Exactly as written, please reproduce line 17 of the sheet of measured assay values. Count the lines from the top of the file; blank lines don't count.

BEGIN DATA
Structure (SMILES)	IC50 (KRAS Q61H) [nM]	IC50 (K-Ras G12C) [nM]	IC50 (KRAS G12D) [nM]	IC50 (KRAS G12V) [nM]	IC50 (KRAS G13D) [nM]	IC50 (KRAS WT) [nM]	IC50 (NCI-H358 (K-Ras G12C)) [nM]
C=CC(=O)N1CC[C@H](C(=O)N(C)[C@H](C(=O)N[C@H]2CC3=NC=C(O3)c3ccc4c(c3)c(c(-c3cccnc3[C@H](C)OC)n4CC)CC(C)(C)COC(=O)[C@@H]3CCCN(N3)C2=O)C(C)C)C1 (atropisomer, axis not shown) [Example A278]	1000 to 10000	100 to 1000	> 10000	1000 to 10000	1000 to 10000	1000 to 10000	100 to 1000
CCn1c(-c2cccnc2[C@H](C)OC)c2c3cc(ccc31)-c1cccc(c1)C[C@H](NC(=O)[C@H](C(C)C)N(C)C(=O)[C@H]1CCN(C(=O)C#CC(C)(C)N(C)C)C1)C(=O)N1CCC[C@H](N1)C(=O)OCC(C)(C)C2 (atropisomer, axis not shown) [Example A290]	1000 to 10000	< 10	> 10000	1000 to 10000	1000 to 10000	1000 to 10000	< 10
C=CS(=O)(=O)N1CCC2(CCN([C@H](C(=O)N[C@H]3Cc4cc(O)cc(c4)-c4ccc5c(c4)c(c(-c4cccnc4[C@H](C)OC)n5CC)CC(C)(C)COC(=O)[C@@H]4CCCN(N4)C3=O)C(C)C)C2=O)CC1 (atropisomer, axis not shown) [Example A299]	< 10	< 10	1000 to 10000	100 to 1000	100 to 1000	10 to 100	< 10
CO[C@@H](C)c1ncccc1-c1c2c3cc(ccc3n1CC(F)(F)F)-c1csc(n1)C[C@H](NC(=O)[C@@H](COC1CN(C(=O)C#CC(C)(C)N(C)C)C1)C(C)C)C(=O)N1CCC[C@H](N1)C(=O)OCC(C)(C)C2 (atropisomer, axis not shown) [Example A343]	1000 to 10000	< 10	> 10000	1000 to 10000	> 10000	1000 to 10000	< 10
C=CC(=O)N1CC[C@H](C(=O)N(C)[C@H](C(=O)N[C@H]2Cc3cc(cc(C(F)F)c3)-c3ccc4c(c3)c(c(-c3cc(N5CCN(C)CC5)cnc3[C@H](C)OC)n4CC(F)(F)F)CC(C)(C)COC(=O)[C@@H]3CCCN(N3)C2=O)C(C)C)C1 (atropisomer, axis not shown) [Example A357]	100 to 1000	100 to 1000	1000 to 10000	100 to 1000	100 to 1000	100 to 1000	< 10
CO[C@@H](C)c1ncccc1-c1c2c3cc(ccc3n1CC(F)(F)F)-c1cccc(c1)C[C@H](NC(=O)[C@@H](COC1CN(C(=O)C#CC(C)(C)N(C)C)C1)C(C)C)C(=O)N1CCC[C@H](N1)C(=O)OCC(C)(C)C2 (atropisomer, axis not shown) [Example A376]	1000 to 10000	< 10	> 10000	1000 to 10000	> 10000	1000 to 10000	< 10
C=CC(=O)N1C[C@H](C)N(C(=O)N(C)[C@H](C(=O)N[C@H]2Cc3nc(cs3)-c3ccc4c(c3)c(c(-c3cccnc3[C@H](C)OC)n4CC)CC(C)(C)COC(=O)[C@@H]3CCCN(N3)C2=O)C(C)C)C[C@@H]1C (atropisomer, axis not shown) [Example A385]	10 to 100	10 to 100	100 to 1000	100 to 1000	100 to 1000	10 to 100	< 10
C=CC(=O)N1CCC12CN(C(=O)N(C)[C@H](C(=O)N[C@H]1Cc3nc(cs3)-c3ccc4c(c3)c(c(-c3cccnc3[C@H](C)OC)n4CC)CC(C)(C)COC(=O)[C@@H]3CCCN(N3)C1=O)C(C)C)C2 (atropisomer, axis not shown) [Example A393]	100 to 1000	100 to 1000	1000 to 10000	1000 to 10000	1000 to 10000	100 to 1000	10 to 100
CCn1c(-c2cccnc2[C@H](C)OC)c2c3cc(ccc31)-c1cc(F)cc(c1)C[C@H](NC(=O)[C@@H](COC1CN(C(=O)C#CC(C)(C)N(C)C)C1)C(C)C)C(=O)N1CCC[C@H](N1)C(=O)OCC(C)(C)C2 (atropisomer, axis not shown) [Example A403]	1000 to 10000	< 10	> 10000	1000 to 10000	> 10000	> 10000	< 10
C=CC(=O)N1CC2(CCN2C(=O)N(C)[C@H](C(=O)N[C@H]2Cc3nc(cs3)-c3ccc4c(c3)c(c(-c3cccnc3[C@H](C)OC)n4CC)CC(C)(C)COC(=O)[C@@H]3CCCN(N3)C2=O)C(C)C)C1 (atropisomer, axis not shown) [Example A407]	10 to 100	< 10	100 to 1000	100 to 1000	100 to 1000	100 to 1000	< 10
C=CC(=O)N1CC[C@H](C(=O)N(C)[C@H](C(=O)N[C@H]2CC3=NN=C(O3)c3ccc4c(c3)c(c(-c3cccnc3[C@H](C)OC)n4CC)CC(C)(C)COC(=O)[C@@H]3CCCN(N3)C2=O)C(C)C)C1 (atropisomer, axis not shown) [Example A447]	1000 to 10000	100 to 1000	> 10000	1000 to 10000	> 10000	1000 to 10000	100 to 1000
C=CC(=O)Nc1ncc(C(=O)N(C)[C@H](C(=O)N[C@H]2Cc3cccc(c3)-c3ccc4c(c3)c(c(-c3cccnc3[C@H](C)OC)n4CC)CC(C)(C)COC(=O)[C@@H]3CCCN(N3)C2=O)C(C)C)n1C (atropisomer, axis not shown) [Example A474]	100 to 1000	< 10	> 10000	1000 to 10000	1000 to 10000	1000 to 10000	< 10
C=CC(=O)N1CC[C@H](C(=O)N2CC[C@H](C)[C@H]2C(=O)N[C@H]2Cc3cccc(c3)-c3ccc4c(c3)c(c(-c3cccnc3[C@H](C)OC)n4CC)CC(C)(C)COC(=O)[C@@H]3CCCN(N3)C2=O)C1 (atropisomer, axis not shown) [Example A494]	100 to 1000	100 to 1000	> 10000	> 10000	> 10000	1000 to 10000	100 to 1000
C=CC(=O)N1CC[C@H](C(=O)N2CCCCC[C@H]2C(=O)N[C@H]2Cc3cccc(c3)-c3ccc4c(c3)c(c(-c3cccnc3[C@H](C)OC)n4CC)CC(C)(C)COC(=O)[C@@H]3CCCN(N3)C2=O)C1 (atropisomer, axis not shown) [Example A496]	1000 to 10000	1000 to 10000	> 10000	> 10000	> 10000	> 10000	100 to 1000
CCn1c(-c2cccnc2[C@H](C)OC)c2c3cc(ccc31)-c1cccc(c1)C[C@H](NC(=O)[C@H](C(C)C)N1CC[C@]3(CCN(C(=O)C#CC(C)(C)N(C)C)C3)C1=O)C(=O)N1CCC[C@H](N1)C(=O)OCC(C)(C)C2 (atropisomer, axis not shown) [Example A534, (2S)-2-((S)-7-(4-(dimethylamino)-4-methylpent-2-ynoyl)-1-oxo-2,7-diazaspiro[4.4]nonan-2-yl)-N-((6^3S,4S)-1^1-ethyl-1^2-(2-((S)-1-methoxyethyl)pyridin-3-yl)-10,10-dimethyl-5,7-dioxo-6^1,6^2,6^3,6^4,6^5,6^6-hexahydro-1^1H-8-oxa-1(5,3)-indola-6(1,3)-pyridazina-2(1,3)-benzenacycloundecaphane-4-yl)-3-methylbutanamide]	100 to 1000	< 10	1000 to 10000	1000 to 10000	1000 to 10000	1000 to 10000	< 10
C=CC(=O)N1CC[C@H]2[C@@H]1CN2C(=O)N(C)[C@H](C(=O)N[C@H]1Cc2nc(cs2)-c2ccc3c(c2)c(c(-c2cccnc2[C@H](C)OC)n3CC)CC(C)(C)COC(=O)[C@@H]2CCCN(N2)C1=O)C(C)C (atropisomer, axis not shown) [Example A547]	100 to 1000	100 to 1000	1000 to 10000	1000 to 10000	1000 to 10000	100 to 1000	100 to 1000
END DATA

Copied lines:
C=CC(=O)N1CC[C@H]2[C@@H]1CN2C(=O)N(C)[C@H](C(=O)N[C@H]1Cc2nc(cs2)-c2ccc3c(c2)c(c(-c2cccnc2[C@H](C)OC)n3CC)CC(C)(C)COC(=O)[C@@H]2CCCN(N2)C1=O)C(C)C (atropisomer, axis not shown) [Example A547]	100 to 1000	100 to 1000	1000 to 10000	1000 to 10000	1000 to 10000	100 to 1000	100 to 1000